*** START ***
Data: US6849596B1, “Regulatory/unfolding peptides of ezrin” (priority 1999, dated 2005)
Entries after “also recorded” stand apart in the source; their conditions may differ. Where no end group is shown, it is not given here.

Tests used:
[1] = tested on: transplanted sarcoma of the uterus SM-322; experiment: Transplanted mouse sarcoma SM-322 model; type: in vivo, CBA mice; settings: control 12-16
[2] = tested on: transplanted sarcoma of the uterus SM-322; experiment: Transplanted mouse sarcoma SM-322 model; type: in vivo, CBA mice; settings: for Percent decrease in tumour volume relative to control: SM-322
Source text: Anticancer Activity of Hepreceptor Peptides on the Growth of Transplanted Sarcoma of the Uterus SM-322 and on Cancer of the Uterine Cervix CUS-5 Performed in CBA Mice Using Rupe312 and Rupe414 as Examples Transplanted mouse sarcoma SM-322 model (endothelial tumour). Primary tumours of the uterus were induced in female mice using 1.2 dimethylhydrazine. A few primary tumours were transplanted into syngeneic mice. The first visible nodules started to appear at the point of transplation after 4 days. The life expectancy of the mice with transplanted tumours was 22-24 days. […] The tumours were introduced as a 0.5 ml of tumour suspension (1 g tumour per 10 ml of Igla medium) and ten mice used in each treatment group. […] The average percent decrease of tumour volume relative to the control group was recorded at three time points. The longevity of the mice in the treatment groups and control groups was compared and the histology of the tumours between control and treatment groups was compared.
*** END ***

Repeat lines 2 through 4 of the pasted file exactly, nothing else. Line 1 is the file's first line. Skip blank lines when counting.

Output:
Entries after “also recorded” stand apart in the source; their conditions may differ. Where no end group is shown, it is not given here.

Tests used:
[1] = tested on: transplanted sarcoma of the uterus SM-322; experiment: Transplanted mouse sarcoma SM-322 model; type: in vivo, CBA mice; settings: control 12-16